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Wonderland by Tommy Kovac Illustrated by Sonny Liew

Standalone. Disney Press (2008) Library
Among the numerous curiosities that have gone unexplained in the classic tale Alice in Wonderland, perhaps the most perplexing might be who, exactly, is the "Maryann" that the White Rabbit mistakes Alice for at the beginning of the story? Lewis Carroll first made us ponder this and, years later, Walt Disney again made viewers wonder who Maryann might be in his classic feature length film based on Carroll's book. 
In their beautifully executed comic book series Wonderland, readers experience Alice's fantastic world as they've never seen it before. Writer Tommy Kovac's Wonderland is missing Alice herself, but it's still populated by the other characters that make the world such a curiously exciting place. The Queen of Hearts is present, barking orders to lop off people's heads, as is the Cheshire Cat, the White Rabbit, the Mad Hatter and the rest of Wonderland's beloved cast. And there are some new faces, too, including the book's main protagonist, the mysterious Maryann herself. All are beautifully illustrated by Wonderland's artist, Sonny Liew.

I've never read the original story of Alice's Adventures in Wonderland so I never knew that she was once mistaken for a girl named Mary Ann. For those who love the original tale and those who are curious about how its story is retold in a different perspective you might like Wonderland.

Mary Ann happens to be the maid for the White Rabbit. She has a duster that talks and complains about being overused. Mary Ann loves to clean so it's only natural that she cleans everything around her no matter how long it takes. She ends up being late in meeting the White Rabbit who tells her all about Alice and how he thought it was her who was wandering around Wonderland. Apparently this Alice has been giving the people of Wonderland a tough
 time namely the Queen of Hearts.

Poor Mary Ann feels down about people not recognizing her. She loves what she does but is sad that no one knows who she is. In Wonderland she carves out a path for herself meeting new people and getting into new, unusual situations just like Alice. Alice in the meantime is around but her name is in passing. I liked this new retelling of Alice's Adventures in in Wonderland from a different perspective. I especially loved the illustrations. It's what made this book amazing. It showed the goofy and wacky side of Mary Ann and Wonderland (although Wonderland is already on the wacky side). Through the illustrations and writing I was able to get to know and like Mary Ann and her obsessive ways to clean everything.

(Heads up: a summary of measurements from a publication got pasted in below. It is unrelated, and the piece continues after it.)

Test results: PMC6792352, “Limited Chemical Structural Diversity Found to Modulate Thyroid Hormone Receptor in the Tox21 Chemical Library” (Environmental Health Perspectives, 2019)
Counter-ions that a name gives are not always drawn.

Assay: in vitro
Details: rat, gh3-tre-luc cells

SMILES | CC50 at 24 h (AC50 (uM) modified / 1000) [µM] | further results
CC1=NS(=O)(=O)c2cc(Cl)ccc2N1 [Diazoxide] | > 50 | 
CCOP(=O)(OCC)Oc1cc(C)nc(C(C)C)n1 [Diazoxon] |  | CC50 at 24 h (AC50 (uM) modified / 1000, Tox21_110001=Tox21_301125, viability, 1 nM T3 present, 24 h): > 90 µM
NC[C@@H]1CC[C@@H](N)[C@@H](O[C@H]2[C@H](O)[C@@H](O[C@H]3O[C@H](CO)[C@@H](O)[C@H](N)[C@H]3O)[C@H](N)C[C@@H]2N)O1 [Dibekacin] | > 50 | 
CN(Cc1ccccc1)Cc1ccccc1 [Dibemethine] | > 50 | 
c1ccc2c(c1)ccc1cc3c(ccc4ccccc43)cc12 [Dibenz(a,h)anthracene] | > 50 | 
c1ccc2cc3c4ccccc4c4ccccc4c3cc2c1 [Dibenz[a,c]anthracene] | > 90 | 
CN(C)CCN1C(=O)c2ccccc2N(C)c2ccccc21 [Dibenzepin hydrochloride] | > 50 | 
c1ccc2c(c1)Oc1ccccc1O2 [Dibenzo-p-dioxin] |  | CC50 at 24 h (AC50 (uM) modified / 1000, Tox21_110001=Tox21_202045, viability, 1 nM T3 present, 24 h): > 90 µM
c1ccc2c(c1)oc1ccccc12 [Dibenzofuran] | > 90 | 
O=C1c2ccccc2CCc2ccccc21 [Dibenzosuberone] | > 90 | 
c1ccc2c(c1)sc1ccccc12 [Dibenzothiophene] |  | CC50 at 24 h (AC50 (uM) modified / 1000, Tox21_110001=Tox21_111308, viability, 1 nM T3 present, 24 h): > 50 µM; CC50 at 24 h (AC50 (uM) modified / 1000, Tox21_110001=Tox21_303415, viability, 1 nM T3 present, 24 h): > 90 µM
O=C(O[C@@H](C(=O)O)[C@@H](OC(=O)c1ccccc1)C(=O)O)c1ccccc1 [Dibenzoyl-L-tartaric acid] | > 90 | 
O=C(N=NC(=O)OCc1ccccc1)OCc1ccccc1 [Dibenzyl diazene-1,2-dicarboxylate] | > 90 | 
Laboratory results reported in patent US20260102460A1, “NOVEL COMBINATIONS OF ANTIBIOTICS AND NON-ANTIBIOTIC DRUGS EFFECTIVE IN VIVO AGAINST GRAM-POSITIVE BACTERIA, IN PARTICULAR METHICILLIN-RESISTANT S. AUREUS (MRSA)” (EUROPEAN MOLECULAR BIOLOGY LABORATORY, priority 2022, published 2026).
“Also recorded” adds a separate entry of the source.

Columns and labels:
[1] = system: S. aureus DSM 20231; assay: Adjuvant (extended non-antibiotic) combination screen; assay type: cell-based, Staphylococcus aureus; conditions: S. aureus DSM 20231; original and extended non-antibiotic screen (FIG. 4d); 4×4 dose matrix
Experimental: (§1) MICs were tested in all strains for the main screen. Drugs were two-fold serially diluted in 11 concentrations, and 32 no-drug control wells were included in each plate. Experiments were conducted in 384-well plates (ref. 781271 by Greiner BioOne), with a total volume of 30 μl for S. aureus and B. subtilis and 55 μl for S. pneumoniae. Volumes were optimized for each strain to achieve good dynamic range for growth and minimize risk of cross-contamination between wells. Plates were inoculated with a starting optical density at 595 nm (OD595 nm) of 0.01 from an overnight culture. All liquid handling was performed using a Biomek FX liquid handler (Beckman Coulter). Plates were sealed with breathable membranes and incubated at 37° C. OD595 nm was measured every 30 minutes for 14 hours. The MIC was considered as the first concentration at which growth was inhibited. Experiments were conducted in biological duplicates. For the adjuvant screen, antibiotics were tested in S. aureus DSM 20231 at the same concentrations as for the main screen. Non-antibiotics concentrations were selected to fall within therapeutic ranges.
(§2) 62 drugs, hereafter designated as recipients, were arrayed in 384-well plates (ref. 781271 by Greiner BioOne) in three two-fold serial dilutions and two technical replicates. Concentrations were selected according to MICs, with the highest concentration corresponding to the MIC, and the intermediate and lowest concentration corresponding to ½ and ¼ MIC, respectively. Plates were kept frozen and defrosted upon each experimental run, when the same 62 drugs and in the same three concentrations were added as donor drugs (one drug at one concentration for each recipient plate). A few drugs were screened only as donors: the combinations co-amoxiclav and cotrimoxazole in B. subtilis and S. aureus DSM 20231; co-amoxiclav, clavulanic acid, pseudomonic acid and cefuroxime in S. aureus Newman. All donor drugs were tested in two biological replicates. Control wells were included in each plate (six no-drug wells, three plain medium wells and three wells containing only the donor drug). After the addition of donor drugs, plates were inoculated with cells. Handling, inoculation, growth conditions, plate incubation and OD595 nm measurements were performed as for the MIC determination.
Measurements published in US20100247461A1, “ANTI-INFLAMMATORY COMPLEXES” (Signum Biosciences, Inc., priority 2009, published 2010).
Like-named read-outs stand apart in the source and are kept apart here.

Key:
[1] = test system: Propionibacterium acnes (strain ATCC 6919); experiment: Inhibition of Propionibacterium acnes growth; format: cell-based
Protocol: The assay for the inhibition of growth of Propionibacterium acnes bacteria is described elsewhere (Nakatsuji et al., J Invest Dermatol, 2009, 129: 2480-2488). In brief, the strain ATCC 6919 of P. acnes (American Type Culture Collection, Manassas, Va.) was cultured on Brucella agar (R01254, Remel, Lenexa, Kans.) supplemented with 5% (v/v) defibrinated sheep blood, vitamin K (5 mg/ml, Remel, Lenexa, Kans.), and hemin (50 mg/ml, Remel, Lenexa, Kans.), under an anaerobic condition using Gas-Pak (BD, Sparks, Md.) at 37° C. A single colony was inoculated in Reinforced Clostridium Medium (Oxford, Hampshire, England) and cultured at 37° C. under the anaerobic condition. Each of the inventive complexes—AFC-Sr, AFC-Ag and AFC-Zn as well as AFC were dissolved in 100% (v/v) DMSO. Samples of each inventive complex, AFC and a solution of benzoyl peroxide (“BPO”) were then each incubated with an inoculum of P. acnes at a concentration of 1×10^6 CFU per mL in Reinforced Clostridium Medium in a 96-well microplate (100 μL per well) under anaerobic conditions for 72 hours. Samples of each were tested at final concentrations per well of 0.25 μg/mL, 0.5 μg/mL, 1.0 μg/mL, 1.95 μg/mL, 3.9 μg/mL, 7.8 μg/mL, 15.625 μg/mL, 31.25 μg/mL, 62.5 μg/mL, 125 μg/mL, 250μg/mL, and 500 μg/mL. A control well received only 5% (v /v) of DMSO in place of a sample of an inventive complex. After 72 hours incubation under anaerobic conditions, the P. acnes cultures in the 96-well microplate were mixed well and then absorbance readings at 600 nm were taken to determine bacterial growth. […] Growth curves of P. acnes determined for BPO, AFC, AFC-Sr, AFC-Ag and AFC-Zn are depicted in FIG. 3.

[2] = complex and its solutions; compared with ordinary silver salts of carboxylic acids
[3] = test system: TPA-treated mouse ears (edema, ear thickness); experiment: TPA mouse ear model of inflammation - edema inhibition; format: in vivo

This might seem like of course it would happen but I didn't really see an cohesion with the story. It didn't feel like it was going anywhere at times. It just seemed like events and obstacles were just added on without any set direction. Thinking back on this book it actually makes sense because after all nothing in Wonderland is exactly normal or perfect. I don't know about that though with this book. I did enjoy reading the story. I especially enjoyed all the art. I think I stared more at the art than anything. Mary Ann also is quite the unexpected heroine. I like how she makes her mark and stays the same while others perception of her change.

Comments

  1. Oh White rabbit's maid! Now that's interesting. I have read the original story as a kid and really liked White rabbit's character so I'm now really curious about this one. I like the pictures too. Great review, Adriana :)

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    1. That's great that you've already read the original story. You might like this twist and different perspective.

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  2. My daughter's read this book but I haven't, I should try it though because it sounds interesting!

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    1. Oh great! Your daughter has good taste (:

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  3. I had no idea that Maryann could have, should have been the star. Wonderful artwork.

    Anna from Shout with Emaginette

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    1. From what I've heard about Alice I prefer Mary Ann. Alice just caused a lot of trouble (;

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